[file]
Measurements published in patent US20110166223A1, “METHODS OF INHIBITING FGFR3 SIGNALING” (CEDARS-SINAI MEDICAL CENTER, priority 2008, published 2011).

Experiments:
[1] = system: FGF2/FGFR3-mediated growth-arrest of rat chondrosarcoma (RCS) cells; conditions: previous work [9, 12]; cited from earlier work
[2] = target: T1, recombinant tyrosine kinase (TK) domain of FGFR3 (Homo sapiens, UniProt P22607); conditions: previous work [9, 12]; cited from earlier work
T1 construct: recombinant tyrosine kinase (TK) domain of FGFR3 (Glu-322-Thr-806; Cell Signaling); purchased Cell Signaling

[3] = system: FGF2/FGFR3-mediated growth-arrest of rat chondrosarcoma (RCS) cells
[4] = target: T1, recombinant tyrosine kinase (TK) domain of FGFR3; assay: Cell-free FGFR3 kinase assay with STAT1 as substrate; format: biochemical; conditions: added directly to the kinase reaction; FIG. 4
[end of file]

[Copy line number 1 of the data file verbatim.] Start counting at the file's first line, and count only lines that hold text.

Measurements published in patent US20110166223A1, “METHODS OF INHIBITING FGFR3 SIGNALING” (CEDARS-SINAI MEDICAL CENTER, priority 2008, published 2011).